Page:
Hints and tips for Portal Search crawls

View some useful tips about Portal Search crawls. For example, crawling can require extended memory and time, depending on your Portal Search environment and configuration.

HTTP crawler does not support JavaScript

The HTTP crawler of the Portal Search Service does not support JavaScript. Therefore, some text of web documents might not be accessible for search by users. Accessibility depends on how the text is prepared for presentation in the browser. Specifically, text that is generated by JavaScript might or might not be available for search.

Crawling a portal site for the first time can result in a message

Starting a crawl on a portal site for the first time can result in the following message:
     EJPJP0009E: Wrong root url for Portal site crawler: https://root_url
You can ignore this message. The crawl runs correctly.

To resolve this problem, edit the content source, select the General Parameters tab, and then set the parameter Stop fetching documents after (seconds): to a value of 90 seconds.

Memory required for crawls

Depending on your Portal Search environment, crawling can require large amounts of memory. Therefore, before you start a crawl, make sure that HCL has enough free memory. Memory shortage can cause a corrupted search collection and eventually lead to a system freeze.

To resolve this problem, raise the limit to the number of open files by using the ulimit command as root administrator.

Due to the resources needed for a crawl and index, it is useful that you schedule crawls to occur when user activity is relatively low.

Time required for crawls and imports and availability of documents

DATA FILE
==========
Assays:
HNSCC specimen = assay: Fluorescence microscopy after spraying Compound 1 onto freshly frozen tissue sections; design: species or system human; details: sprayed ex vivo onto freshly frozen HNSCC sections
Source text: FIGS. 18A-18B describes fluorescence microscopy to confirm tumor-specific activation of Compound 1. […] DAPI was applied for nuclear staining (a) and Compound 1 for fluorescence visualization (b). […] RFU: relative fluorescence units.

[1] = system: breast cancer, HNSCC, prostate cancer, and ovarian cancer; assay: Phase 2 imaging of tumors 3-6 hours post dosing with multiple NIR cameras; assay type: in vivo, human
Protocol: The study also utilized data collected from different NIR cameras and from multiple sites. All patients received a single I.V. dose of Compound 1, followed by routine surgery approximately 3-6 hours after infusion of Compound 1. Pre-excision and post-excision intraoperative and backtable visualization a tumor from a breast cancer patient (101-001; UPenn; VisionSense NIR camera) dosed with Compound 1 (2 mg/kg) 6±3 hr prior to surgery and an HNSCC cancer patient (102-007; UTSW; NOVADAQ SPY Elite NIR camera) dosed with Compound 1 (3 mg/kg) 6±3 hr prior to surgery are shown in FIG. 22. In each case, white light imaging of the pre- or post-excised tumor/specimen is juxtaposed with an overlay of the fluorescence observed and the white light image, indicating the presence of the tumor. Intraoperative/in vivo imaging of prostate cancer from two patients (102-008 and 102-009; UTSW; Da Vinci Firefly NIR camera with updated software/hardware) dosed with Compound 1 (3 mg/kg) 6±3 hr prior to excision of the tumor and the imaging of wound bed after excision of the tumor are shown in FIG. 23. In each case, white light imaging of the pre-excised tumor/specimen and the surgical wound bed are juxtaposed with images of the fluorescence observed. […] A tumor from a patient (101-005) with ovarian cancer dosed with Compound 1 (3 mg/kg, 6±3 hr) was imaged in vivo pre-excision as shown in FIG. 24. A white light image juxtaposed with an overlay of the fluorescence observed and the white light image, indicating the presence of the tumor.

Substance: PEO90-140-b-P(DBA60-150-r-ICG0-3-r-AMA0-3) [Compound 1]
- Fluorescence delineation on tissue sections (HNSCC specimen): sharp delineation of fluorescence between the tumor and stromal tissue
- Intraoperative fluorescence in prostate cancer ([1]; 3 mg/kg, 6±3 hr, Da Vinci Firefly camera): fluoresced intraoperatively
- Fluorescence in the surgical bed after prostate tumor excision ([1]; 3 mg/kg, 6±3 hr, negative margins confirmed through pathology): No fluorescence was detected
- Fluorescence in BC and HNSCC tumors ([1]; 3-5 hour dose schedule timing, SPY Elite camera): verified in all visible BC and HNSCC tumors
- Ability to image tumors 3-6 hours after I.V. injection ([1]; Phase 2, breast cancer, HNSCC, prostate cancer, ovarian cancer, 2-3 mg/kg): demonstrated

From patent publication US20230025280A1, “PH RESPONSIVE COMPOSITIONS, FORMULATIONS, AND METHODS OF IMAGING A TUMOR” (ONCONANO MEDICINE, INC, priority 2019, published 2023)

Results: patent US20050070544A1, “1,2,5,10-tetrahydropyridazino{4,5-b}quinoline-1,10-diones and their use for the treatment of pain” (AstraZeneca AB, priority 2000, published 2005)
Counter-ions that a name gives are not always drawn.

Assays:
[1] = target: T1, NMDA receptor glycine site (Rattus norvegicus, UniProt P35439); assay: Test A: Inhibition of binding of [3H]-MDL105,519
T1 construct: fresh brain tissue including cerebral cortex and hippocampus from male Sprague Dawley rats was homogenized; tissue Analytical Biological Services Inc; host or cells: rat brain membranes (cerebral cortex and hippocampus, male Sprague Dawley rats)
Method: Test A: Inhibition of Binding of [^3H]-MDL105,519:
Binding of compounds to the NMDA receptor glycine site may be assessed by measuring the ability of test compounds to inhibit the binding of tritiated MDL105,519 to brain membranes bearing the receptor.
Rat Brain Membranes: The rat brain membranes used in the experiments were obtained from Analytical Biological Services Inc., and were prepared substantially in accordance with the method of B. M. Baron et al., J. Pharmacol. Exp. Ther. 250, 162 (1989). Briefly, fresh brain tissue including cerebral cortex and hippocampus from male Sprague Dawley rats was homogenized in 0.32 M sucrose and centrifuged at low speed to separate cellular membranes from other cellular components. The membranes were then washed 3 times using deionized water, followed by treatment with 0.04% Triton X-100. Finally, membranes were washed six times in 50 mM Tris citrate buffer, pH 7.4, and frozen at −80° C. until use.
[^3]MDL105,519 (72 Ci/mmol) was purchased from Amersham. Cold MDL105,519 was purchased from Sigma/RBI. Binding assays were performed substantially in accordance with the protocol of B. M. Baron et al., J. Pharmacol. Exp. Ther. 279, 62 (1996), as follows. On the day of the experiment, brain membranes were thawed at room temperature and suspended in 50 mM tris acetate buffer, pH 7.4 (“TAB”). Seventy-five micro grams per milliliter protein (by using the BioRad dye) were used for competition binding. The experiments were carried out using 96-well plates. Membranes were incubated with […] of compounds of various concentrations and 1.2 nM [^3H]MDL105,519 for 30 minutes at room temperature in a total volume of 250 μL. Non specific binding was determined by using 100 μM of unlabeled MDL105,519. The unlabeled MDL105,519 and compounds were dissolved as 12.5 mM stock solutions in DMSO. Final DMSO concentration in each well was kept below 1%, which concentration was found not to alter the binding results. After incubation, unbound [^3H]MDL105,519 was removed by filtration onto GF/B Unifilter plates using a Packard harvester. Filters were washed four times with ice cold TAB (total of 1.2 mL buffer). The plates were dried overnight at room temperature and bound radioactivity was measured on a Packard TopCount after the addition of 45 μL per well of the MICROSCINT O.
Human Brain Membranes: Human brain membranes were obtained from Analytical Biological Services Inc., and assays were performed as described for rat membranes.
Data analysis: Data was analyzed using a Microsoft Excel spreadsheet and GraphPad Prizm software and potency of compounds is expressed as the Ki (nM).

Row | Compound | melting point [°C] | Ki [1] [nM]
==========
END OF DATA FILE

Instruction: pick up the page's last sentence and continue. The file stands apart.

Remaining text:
The following search administration tasks can require extended periods of time:

  • Crawling a content source. Documents might not be immediately available for searching or browsing during the crawl.
  • Indexing the documents fetched by a crawl. When a crawl is complete and all documents are collected, building the index takes some more time.
  • Importing a search collection. When you import data to a collection, it can take some time until the content sources for the collection are shown in the Content Sources in Collection box and the documents of the imported collection are available for crawling.

These tasks are put in a queue. Therefore, it might take several minutes until they are run and the respective time counters start. For example, the crawl Run time and the timeout for the crawl set by the option Stop collecting after (minutes): . The time that is required for these tasks is further influenced by the following factors:

  • The number of documents in the content source that is being crawled
  • The size of the documents in the content source that is being crawled
  • Speed and availability of your processors, hard drive storage systems, and network connection.
  • The value that you selected from the Stop collecting after (minutes): drop-down menu when you created or edited the content source.

Therefore, both the time limits that you can specify and the times that are shown for these processes work as approximate time limits. For example, these time limits apply to the following scenarios: